Ballasted Track And Non-Ballasted Track IntroductionThe basic argument for different track designs will be based on the bottom line-cost, cost of installation and cost of maintenance. There are however, other issues such as environment - noise, dust and vibration-or engineering issues such as space, location, climate and the type of service intended for the track.
The ability of ballast to allow track realignment is one of its most serious weaknesses. The lateral movement caused by passing trains on curved track is one of the major causes of maintenance costs added to which is the crushing caused by axle weight and damage due to weather and water. Ballast damage leads to tracks "pumping" as a train passes and, eventually, steel rail or rail sleeper damage will occur, to say nothing of the reduced comfort inside the train and the additional wear on rolling stock. Apart from regular repacking or "tamping", ballast will have to be cleaned or replaced every few years.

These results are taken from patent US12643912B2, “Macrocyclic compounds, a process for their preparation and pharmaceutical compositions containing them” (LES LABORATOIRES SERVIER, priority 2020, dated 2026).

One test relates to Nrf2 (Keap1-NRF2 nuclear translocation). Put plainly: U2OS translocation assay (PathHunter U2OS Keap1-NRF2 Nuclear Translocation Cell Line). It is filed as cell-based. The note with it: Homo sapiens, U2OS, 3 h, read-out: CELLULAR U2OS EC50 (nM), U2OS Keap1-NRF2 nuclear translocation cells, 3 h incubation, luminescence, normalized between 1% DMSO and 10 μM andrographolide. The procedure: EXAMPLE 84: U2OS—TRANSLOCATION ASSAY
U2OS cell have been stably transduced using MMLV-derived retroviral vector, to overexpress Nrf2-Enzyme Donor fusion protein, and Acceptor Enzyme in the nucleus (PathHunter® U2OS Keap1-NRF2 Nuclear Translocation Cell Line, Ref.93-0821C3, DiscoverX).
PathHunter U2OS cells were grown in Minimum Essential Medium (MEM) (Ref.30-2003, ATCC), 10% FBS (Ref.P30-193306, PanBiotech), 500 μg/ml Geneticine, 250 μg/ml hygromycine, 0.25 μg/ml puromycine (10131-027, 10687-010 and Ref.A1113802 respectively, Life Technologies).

Another aspect to the ballasted track design, is the dust which is caused during installation and as it wears or gets crushed. It does however, offer a useful sound deadening quality.
Fixed track formations using slab track or a concrete base of some sort do not suffer from such problems. However, the installation of slab track is reported to cost about 20% more than ballasted track. To balance this cost, the maintenance costs have been quoted as reduced by 3 to 5 times that of ballasted track on a high-speed line in Japan.
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